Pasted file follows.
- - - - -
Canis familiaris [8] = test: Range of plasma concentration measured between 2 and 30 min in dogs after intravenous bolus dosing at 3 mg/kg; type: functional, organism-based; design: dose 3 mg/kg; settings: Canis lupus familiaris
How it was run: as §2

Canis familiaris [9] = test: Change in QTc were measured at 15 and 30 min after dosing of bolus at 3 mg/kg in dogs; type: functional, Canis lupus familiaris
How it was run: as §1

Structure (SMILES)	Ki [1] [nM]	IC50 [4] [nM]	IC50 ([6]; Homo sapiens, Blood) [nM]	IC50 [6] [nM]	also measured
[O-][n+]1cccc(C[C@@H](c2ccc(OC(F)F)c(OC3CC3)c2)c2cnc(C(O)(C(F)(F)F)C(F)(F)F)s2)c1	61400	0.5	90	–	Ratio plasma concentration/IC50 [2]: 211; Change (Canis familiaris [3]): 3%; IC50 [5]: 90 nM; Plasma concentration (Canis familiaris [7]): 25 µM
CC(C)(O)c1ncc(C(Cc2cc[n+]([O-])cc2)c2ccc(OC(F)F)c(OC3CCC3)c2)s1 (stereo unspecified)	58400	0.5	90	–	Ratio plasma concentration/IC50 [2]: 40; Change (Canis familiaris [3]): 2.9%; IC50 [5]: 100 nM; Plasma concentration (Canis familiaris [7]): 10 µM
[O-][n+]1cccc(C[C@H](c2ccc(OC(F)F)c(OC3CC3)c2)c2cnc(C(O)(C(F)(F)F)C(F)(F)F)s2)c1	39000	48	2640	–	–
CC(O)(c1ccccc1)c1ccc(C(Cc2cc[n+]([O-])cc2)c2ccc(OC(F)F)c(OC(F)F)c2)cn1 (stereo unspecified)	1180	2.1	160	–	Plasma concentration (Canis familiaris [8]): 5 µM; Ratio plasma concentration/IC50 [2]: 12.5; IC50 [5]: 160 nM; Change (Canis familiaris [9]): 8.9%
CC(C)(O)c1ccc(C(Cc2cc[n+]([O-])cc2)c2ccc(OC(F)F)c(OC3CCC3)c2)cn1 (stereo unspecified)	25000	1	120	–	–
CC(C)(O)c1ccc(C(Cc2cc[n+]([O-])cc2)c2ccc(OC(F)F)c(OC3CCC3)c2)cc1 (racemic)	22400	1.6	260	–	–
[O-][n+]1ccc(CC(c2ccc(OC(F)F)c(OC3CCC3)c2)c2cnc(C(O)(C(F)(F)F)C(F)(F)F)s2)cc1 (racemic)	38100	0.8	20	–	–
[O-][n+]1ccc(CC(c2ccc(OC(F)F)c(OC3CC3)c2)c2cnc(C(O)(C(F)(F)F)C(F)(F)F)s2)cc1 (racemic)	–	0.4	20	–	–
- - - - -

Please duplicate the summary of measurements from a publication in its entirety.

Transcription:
Canis familiaris [8] = test: Range of plasma concentration measured between 2 and 30 min in dogs after intravenous bolus dosing at 3 mg/kg; type: functional, organism-based; design: dose 3 mg/kg; settings: Canis lupus familiaris
How it was run: as §2

Canis familiaris [9] = test: Change in QTc were measured at 15 and 30 min after dosing of bolus at 3 mg/kg in dogs; type: functional, Canis lupus familiaris
How it was run: as §1

Structure (SMILES)	Ki [1] [nM]	IC50 [4] [nM]	IC50 ([6]; Homo sapiens, Blood) [nM]	IC50 [6] [nM]	also measured
[O-][n+]1cccc(C[C@@H](c2ccc(OC(F)F)c(OC3CC3)c2)c2cnc(C(O)(C(F)(F)F)C(F)(F)F)s2)c1	61400	0.5	90	–	Ratio plasma concentration/IC50 [2]: 211; Change (Canis familiaris [3]): 3%; IC50 [5]: 90 nM; Plasma concentration (Canis familiaris [7]): 25 µM
CC(C)(O)c1ncc(C(Cc2cc[n+]([O-])cc2)c2ccc(OC(F)F)c(OC3CCC3)c2)s1 (stereo unspecified)	58400	0.5	90	–	Ratio plasma concentration/IC50 [2]: 40; Change (Canis familiaris [3]): 2.9%; IC50 [5]: 100 nM; Plasma concentration (Canis familiaris [7]): 10 µM
[O-][n+]1cccc(C[C@H](c2ccc(OC(F)F)c(OC3CC3)c2)c2cnc(C(O)(C(F)(F)F)C(F)(F)F)s2)c1	39000	48	2640	–	–
CC(O)(c1ccccc1)c1ccc(C(Cc2cc[n+]([O-])cc2)c2ccc(OC(F)F)c(OC(F)F)c2)cn1 (stereo unspecified)	1180	2.1	160	–	Plasma concentration (Canis familiaris [8]): 5 µM; Ratio plasma concentration/IC50 [2]: 12.5; IC50 [5]: 160 nM; Change (Canis familiaris [9]): 8.9%
CC(C)(O)c1ccc(C(Cc2cc[n+]([O-])cc2)c2ccc(OC(F)F)c(OC3CCC3)c2)cn1 (stereo unspecified)	25000	1	120	–	–
CC(C)(O)c1ccc(C(Cc2cc[n+]([O-])cc2)c2ccc(OC(F)F)c(OC3CCC3)c2)cc1 (racemic)	22400	1.6	260	–	–
[O-][n+]1ccc(CC(c2ccc(OC(F)F)c(OC3CCC3)c2)c2cnc(C(O)(C(F)(F)F)C(F)(F)F)s2)cc1 (racemic)	38100	0.8	20	–	–
[O-][n+]1ccc(CC(c2ccc(OC(F)F)c(OC3CC3)c2)c2cnc(C(O)(C(F)(F)F)C(F)(F)F)s2)cc1 (racemic)	–	0.4	20	–	–